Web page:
Fear of the ‘Swine Flu’ (H1N1) has many executives and their spouses troubled by the uncertainty surrounding ‘The Flu’ and worried about their families and their employees.
This article, and some of the articles to follow, will try to answer the myriad questions surrounding this virus, about how symptoms of the Flu differ from that of the common cold and how to prevent the Flu.
“…if severe Swine FLU is diagnosed, your doctor may recommend an antiviral medication to speed recovery if diagnosed in the first 48 hours of the illness. With either the cold or the flu, get plenty of rest, water and juice, OTC medications to treat fever and cough and work from home if you have flu symptoms until you are 24 hours without fever.” -John Mamana, MD
Influenza is spread from person to person by respiratory droplets through coughing and sneezing, either directly into another’s air space or onto surfaces, which are then touched. Once infected, a person may be able to infect others beginning 1 day before symptoms develop and up to 5 days after becoming sick. Children may pass the virus for longer than seven days. Symptoms start one to four days after the virus enters the body. That means that you may be able to pass on the flu to someone else before you know you are sick, as well as while you are sick.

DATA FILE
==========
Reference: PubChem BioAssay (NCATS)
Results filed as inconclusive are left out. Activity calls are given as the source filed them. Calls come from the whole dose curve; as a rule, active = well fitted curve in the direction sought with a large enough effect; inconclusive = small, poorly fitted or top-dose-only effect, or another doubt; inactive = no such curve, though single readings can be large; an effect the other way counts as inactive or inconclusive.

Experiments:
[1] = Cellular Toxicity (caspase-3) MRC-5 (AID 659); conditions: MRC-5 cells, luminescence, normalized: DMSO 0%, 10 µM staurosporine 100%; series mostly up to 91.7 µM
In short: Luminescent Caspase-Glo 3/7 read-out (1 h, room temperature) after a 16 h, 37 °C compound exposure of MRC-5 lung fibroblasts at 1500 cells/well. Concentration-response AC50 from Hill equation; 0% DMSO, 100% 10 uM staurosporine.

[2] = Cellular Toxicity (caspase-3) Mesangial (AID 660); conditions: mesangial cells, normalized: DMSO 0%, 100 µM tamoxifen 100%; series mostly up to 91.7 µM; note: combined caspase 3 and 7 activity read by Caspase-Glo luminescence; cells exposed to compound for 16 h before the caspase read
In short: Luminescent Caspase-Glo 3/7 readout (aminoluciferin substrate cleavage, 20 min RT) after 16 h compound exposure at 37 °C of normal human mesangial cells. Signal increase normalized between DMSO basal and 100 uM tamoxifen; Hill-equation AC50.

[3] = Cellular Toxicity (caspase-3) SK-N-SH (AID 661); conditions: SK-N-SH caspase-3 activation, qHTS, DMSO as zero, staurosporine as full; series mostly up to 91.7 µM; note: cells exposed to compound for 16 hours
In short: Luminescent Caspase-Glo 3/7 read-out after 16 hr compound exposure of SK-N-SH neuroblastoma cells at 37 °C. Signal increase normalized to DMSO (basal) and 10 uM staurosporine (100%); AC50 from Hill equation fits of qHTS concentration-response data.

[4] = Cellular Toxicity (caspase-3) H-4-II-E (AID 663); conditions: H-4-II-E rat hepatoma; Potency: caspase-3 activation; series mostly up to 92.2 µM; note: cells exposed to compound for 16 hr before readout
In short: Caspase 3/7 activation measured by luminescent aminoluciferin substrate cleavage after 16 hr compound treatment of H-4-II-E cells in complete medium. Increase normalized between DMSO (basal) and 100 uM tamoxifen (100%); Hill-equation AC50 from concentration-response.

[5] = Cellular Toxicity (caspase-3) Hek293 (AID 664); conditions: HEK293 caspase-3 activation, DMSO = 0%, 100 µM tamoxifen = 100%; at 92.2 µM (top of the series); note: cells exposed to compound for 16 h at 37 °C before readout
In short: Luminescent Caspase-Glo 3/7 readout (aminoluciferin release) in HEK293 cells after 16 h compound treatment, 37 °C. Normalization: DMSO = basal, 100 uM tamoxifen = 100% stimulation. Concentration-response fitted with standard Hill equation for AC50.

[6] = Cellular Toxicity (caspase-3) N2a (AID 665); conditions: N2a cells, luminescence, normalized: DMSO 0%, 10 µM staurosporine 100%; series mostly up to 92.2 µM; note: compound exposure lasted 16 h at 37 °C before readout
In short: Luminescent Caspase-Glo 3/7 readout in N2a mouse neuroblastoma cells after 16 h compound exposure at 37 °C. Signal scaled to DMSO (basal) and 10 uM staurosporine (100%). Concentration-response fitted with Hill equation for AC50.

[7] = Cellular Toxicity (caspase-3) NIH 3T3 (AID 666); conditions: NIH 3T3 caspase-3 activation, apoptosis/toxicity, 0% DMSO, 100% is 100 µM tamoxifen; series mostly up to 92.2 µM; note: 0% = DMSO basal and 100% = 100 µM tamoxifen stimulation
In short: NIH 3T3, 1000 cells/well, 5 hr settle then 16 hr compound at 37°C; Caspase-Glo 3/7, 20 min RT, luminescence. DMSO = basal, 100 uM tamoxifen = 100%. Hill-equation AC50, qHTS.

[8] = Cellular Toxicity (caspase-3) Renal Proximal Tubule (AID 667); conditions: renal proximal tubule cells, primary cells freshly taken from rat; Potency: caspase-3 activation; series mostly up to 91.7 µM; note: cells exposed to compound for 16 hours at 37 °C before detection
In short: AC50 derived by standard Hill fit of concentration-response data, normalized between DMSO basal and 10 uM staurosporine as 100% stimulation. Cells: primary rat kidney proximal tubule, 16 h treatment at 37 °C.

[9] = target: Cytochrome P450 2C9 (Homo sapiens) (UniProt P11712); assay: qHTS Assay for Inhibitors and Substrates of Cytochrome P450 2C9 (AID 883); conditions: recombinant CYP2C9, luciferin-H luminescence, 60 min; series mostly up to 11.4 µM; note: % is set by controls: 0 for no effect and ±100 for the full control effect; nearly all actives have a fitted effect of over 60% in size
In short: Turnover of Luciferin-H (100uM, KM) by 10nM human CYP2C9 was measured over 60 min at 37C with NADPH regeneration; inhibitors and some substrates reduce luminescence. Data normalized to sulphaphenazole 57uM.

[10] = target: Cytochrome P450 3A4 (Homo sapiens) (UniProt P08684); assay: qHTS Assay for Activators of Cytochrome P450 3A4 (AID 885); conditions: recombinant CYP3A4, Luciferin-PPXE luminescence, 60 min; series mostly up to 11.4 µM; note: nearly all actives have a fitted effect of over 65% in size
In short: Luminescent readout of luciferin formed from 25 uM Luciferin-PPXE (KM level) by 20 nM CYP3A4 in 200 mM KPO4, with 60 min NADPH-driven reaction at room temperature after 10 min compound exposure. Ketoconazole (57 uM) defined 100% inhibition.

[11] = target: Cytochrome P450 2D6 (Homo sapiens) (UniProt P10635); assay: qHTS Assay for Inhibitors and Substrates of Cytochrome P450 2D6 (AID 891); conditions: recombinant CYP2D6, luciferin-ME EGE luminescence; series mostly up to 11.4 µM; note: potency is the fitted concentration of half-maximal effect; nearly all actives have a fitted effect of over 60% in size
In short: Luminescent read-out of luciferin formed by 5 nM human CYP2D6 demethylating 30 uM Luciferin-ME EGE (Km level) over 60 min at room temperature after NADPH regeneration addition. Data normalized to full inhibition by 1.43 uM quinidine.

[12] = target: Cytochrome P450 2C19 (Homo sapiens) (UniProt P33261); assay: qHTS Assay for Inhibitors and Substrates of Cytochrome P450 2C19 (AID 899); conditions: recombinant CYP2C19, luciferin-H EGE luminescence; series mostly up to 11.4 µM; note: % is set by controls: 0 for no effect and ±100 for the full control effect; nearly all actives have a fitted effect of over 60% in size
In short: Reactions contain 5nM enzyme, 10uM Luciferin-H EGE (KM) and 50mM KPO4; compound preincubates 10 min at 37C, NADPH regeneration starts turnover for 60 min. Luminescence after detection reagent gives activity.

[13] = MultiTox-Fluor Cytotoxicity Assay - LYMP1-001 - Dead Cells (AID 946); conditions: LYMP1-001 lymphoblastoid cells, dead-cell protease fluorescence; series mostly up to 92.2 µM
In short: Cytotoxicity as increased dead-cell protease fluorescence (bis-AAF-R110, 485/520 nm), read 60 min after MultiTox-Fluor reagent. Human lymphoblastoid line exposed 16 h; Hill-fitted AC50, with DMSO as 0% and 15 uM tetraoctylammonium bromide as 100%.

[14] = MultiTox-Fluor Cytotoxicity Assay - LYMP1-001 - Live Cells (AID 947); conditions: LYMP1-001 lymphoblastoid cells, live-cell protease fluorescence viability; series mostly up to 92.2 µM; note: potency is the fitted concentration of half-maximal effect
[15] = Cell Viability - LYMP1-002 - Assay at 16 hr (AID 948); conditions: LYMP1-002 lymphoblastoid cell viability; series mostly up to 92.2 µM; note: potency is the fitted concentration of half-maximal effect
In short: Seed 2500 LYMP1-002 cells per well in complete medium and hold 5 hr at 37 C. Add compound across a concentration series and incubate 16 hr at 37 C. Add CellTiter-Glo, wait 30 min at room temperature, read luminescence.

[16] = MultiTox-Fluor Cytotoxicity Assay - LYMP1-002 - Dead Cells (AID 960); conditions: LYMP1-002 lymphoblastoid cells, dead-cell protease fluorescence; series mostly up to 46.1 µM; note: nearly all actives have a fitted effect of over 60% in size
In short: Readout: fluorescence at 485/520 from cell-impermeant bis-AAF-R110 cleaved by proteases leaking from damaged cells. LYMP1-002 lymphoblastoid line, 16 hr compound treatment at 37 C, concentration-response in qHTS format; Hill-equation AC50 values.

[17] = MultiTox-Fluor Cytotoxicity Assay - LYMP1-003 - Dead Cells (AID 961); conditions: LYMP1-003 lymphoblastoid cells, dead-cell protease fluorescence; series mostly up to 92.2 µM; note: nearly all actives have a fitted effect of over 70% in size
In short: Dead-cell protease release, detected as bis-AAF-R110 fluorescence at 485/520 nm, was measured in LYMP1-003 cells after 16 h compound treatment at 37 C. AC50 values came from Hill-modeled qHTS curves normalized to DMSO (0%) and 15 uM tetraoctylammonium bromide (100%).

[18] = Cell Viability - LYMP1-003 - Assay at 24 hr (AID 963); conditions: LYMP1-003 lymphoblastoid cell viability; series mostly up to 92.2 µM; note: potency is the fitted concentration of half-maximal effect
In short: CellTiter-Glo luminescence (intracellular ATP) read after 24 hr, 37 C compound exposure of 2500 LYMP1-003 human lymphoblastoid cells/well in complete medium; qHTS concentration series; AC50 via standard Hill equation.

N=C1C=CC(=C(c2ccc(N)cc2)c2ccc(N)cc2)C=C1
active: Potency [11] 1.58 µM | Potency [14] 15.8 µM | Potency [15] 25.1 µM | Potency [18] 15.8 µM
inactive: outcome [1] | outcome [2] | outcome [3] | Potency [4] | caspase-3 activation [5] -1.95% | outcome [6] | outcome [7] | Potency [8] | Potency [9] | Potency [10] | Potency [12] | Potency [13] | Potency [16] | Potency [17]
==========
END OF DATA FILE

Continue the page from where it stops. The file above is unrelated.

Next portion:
The symptoms of the common cold, which can be caused by hundreds of different viruses, are runny nose, scratchy throat, headache, fatigue, sneezing, watery eyes, and/or a low grade fever. ‘The Flu’, both seasonal and ‘Swine’, is typically a more severe illness and usually presents with a high fever (often >102), dry cough, chills, body aches, sweating, nausea, and a loss of appetite. This winter, we will see both Seasonal Influenza and Swine Flu (H1N1 influenza) circulating at the same time.
Flu symptoms usually come on suddenly, without warning, while cold symptoms come on gradually; both can last about 10 days. There is no cure for ‘colds’, only symptomatic treatment; however, if Swine FLU is diagnosed, your doctor may recommend an antiviral medication to speed recovery if diagnosed in the first 48 hours of the illness. With either the cold or the flu, you need plenty of fluids, rest, and symptomatic medications to treat fever and cough. You should also work from home if you have flu symptoms until you are 24 hours without fever. This becomes a concern both for executives running a corporation (i.e. determining sick-leave policies) and for daycare decisions at home.
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